Rural Business Takes A Fiber-Optic Leap
Julian M. Weiss, Monitor, The Christian Science Monitor
HARD-PRESSED rural regions are exploring ways of diversifying their economic base. For some, new technologies are compensating for one major disadvantage: distance from traditional manufacturing and commercial centers.
West Virginia is harnessing a new fiber-optics grid across parts of the state that puts high-speed data transmission and other capabilities within reach of a local work force.
"This brings the jobs here, where the workers are," says Roberta Fowlkes, a vice president of C&P Telephone. Ordinarily, residents would have to commute to Washington, D.C., or to neighboring Virginia, to perform similar work. They are employed by companies based out of state, but they avoid a daily 75 to 100 mile trek.
A fiber-optic network permits technology-dependent firms in areas not otherwise feasible as business sites to utilize voice, data, and image transmission.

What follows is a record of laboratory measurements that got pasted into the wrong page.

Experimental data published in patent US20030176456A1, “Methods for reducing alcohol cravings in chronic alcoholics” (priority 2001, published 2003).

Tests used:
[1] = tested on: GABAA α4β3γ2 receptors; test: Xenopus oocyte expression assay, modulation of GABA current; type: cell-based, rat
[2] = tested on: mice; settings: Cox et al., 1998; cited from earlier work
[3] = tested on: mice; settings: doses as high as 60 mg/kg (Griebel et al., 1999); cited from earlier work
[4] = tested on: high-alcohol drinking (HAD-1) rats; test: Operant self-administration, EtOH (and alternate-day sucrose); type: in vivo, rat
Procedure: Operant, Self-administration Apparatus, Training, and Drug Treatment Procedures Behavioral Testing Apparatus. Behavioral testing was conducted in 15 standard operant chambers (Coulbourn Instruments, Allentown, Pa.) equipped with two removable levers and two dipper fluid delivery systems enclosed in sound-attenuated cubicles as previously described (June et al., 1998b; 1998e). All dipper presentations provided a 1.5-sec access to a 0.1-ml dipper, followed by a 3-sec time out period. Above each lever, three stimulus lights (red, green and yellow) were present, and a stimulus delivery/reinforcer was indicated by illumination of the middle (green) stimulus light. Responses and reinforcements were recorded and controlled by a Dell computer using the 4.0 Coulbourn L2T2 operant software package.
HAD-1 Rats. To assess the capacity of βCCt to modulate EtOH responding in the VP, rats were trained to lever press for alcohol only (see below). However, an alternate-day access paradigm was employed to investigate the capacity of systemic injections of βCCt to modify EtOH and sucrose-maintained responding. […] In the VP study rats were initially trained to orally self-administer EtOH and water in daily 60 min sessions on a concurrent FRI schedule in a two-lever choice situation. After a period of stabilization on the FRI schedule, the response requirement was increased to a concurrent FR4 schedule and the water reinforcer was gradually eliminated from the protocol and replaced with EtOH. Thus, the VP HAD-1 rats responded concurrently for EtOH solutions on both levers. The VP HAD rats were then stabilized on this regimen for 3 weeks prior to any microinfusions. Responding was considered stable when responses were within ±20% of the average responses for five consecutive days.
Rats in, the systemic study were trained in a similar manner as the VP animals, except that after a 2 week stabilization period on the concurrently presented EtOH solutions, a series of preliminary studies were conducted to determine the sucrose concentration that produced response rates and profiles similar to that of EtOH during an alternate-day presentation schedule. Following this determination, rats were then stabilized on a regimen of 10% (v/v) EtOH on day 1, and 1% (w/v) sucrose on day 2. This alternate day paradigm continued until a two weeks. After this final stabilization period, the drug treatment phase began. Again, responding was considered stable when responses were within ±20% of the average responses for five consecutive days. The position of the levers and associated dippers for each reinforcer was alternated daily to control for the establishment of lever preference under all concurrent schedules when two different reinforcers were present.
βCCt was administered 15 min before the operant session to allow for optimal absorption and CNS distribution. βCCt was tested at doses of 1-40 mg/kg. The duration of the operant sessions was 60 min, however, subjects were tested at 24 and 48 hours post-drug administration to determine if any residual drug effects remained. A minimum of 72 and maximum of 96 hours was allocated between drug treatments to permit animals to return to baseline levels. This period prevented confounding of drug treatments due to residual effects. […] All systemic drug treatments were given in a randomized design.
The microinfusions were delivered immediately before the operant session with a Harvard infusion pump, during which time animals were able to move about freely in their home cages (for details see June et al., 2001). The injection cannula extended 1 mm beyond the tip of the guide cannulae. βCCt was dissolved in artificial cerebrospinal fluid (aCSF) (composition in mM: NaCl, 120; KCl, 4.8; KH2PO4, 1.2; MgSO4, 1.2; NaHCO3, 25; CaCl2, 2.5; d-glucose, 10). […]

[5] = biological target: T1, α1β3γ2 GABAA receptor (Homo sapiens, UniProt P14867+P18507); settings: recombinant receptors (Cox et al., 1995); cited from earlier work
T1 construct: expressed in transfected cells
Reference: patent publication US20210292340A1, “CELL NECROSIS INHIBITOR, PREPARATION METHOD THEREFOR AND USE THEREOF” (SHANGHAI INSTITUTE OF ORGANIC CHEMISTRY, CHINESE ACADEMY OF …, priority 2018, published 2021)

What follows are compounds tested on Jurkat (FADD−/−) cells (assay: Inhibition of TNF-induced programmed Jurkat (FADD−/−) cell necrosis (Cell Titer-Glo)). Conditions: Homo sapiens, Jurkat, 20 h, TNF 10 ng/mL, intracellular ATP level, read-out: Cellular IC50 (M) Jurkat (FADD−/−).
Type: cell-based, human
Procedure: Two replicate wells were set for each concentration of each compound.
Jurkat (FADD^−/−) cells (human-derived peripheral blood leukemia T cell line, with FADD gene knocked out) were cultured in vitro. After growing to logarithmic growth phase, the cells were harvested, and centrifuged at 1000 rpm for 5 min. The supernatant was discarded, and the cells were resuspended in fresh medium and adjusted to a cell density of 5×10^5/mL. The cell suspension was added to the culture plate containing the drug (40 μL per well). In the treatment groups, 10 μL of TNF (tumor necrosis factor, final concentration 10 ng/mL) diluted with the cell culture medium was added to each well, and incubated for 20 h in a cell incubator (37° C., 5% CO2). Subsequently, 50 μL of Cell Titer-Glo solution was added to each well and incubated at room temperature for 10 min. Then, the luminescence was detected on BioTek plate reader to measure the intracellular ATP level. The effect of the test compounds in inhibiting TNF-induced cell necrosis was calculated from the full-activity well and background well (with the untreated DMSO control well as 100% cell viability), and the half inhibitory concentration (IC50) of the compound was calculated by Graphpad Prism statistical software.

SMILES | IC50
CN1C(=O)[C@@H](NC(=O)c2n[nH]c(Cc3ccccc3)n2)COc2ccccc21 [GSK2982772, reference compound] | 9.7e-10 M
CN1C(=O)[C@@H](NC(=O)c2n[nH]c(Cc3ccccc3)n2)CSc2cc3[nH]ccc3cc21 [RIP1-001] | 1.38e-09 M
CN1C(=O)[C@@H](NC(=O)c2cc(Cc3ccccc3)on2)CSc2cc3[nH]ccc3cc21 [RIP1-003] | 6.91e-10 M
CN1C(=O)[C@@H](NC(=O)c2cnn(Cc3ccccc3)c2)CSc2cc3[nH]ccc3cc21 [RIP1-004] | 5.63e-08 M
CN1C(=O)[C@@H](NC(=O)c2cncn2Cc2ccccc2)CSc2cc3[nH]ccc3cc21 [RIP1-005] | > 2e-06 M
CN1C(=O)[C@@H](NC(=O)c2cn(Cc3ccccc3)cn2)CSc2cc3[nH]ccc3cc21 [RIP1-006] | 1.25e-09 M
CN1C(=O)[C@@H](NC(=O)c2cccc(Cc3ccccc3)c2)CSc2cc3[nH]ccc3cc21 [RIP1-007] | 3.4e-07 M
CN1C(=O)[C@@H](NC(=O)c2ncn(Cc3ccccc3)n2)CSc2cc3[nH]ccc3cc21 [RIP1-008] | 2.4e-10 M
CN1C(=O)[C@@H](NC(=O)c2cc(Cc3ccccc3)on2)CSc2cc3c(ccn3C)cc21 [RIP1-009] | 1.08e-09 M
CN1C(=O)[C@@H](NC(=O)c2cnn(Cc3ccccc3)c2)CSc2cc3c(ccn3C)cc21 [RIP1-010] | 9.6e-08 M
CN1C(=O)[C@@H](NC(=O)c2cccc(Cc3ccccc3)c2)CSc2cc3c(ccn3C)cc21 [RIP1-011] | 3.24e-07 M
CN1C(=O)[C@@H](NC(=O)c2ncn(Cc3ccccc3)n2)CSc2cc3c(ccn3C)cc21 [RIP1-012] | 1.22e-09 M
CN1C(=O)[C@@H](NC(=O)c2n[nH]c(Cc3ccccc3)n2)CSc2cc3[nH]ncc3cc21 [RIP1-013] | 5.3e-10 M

Senators Conrad Burns (R) of Montana and Albert Gore (D) of Tennessee, and representatives Rick Boucher (D) of Virginia and Mike Oxley (R) of Ohio, are supporting legislation that would encourage phone companies to build a nationwide fiber-optic "highway."
The legislation would remove regulations that prohibit phone companies from providing television services. Lucrative TV services would provide the financial incentive for phone companies to build the fiber-optic networks.
Keypunch and data entry jobs handled today in rural sections are rote functions. In a new wave made possible by fiber optics, even managerial jobs will be handled from afar. Pictures, video, voice, or text can be transmitted as pulses of light at the rate of a billion bits of data per second.
"Catalysts for new technologies already available would certainly let coworkers share ideas rapidly," says Milton Grodsky, director of the Center for the Study of Management and Organizations at University of Maryland University College.
"Telecommunications is not a panacea," says Aliceann Wohlbruck, executive director of the National Association of Development Organizations, "but it can change the equation in years ahead. …